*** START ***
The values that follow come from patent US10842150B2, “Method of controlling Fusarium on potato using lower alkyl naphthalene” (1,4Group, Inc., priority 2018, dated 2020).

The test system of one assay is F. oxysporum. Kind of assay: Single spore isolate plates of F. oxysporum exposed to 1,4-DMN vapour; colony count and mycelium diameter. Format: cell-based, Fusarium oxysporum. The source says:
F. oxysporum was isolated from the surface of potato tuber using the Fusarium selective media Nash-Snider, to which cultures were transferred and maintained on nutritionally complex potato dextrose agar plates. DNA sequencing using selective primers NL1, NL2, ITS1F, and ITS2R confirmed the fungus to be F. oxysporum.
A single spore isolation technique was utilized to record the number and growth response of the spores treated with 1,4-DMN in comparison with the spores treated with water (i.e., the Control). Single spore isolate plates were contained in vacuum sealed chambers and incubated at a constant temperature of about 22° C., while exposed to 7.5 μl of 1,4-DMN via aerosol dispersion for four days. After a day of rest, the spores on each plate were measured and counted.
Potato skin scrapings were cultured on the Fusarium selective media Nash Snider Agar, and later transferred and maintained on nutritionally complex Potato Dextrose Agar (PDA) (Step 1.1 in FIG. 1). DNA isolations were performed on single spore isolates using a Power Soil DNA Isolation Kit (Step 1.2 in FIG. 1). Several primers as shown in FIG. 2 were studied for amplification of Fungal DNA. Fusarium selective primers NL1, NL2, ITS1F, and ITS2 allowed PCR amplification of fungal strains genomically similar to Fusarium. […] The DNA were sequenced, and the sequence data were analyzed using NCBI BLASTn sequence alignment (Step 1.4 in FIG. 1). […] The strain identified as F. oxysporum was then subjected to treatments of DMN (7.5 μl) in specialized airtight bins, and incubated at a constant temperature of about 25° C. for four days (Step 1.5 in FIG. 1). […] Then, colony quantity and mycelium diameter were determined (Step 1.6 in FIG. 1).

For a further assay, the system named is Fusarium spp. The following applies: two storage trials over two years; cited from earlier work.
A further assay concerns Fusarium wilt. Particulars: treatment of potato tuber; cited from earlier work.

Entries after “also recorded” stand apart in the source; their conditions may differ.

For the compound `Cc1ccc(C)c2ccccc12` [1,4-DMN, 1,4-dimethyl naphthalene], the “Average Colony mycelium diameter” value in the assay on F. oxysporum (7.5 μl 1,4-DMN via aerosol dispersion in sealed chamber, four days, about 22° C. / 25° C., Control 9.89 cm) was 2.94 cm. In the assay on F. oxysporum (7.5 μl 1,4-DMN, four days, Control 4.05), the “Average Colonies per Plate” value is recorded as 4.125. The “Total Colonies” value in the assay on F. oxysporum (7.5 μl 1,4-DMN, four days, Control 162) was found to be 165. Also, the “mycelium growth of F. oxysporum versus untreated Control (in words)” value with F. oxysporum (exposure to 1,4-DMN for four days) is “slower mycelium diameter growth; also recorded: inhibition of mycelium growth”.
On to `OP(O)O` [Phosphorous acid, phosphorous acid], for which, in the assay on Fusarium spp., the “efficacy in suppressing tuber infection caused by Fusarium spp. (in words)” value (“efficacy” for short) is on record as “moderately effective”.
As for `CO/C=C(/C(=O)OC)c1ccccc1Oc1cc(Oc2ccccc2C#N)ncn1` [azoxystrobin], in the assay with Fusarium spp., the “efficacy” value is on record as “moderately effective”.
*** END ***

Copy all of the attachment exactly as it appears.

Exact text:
The values that follow come from patent US10842150B2, “Method of controlling Fusarium on potato using lower alkyl naphthalene” (1,4Group, Inc., priority 2018, dated 2020).

The test system of one assay is F. oxysporum. Kind of assay: Single spore isolate plates of F. oxysporum exposed to 1,4-DMN vapour; colony count and mycelium diameter. Format: cell-based, Fusarium oxysporum. The source says:
F. oxysporum was isolated from the surface of potato tuber using the Fusarium selective media Nash-Snider, to which cultures were transferred and maintained on nutritionally complex potato dextrose agar plates. DNA sequencing using selective primers NL1, NL2, ITS1F, and ITS2R confirmed the fungus to be F. oxysporum.
A single spore isolation technique was utilized to record the number and growth response of the spores treated with 1,4-DMN in comparison with the spores treated with water (i.e., the Control). Single spore isolate plates were contained in vacuum sealed chambers and incubated at a constant temperature of about 22° C., while exposed to 7.5 μl of 1,4-DMN via aerosol dispersion for four days. After a day of rest, the spores on each plate were measured and counted.
Potato skin scrapings were cultured on the Fusarium selective media Nash Snider Agar, and later transferred and maintained on nutritionally complex Potato Dextrose Agar (PDA) (Step 1.1 in FIG. 1). DNA isolations were performed on single spore isolates using a Power Soil DNA Isolation Kit (Step 1.2 in FIG. 1). Several primers as shown in FIG. 2 were studied for amplification of Fungal DNA. Fusarium selective primers NL1, NL2, ITS1F, and ITS2 allowed PCR amplification of fungal strains genomically similar to Fusarium. […] The DNA were sequenced, and the sequence data were analyzed using NCBI BLASTn sequence alignment (Step 1.4 in FIG. 1). […] The strain identified as F. oxysporum was then subjected to treatments of DMN (7.5 μl) in specialized airtight bins, and incubated at a constant temperature of about 25° C. for four days (Step 1.5 in FIG. 1). […] Then, colony quantity and mycelium diameter were determined (Step 1.6 in FIG. 1).

For a further assay, the system named is Fusarium spp. The following applies: two storage trials over two years; cited from earlier work.
A further assay concerns Fusarium wilt. Particulars: treatment of potato tuber; cited from earlier work.

Entries after “also recorded” stand apart in the source; their conditions may differ.

For the compound `Cc1ccc(C)c2ccccc12` [1,4-DMN, 1,4-dimethyl naphthalene], the “Average Colony mycelium diameter” value in the assay on F. oxysporum (7.5 μl 1,4-DMN via aerosol dispersion in sealed chamber, four days, about 22° C. / 25° C., Control 9.89 cm) was 2.94 cm. In the assay on F. oxysporum (7.5 μl 1,4-DMN, four days, Control 4.05), the “Average Colonies per Plate” value is recorded as 4.125. The “Total Colonies” value in the assay on F. oxysporum (7.5 μl 1,4-DMN, four days, Control 162) was found to be 165. Also, the “mycelium growth of F. oxysporum versus untreated Control (in words)” value with F. oxysporum (exposure to 1,4-DMN for four days) is “slower mycelium diameter growth; also recorded: inhibition of mycelium growth”.
On to `OP(O)O` [Phosphorous acid, phosphorous acid], for which, in the assay on Fusarium spp., the “efficacy in suppressing tuber infection caused by Fusarium spp. (in words)” value (“efficacy” for short) is on record as “moderately effective”.
As for `CO/C=C(/C(=O)OC)c1ccccc1Oc1cc(Oc2ccccc2C#N)ncn1` [azoxystrobin], in the assay with Fusarium spp., the “efficacy” value is on record as “moderately effective”.